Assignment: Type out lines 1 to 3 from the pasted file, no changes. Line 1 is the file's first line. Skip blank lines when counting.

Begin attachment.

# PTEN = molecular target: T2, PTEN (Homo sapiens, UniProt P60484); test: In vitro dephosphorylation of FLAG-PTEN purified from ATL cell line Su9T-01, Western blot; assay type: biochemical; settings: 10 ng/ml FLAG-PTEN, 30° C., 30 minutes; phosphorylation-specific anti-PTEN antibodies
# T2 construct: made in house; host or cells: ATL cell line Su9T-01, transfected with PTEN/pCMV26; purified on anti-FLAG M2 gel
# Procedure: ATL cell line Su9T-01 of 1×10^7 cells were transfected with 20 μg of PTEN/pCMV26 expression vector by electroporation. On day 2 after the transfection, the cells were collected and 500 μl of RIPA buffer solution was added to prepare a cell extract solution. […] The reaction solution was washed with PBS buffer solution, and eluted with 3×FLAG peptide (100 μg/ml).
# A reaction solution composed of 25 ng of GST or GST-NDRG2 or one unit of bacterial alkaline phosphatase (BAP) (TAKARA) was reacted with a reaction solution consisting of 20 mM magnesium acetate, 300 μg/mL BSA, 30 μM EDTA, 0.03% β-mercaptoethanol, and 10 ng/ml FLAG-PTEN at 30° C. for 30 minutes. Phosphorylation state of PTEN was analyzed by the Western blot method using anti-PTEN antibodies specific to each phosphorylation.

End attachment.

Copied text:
# PTEN = molecular target: T2, PTEN (Homo sapiens, UniProt P60484); test: In vitro dephosphorylation of FLAG-PTEN purified from ATL cell line Su9T-01, Western blot; assay type: biochemical; settings: 10 ng/ml FLAG-PTEN, 30° C., 30 minutes; phosphorylation-specific anti-PTEN antibodies
# T2 construct: made in house; host or cells: ATL cell line Su9T-01, transfected with PTEN/pCMV26; purified on anti-FLAG M2 gel
# Procedure: ATL cell line Su9T-01 of 1×10^7 cells were transfected with 20 μg of PTEN/pCMV26 expression vector by electroporation. On day 2 after the transfection, the cells were collected and 500 μl of RIPA buffer solution was added to prepare a cell extract solution. […] The reaction solution was washed with PBS buffer solution, and eluted with 3×FLAG peptide (100 μg/ml).